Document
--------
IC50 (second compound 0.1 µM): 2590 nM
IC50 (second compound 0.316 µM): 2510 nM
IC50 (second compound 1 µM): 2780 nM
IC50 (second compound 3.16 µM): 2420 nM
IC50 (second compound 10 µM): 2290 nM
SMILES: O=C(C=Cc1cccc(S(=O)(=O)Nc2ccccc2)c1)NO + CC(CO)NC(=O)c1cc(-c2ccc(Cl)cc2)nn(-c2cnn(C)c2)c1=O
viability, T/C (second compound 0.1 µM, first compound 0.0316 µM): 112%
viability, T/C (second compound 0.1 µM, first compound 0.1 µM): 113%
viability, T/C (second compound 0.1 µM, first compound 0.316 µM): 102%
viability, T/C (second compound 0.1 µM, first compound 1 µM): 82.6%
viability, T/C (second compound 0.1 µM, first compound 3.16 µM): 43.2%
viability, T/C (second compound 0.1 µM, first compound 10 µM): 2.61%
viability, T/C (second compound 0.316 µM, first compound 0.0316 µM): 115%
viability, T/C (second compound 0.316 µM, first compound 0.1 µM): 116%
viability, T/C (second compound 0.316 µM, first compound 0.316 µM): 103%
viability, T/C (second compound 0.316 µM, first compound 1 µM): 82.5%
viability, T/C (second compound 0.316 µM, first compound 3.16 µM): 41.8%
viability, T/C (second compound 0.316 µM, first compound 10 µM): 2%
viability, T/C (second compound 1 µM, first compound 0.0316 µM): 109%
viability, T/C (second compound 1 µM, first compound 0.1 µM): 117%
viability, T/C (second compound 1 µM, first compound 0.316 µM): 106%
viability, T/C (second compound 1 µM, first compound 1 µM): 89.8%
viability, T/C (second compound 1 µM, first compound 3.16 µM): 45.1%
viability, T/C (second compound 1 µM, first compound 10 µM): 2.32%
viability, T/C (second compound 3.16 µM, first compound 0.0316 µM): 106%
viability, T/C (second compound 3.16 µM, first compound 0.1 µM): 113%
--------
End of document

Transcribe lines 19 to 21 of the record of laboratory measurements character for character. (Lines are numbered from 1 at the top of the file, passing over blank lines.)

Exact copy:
viability, T/C (second compound 1 µM, first compound 0.0316 µM): 109%
viability, T/C (second compound 1 µM, first compound 0.1 µM): 117%
viability, T/C (second compound 1 µM, first compound 0.316 µM): 106%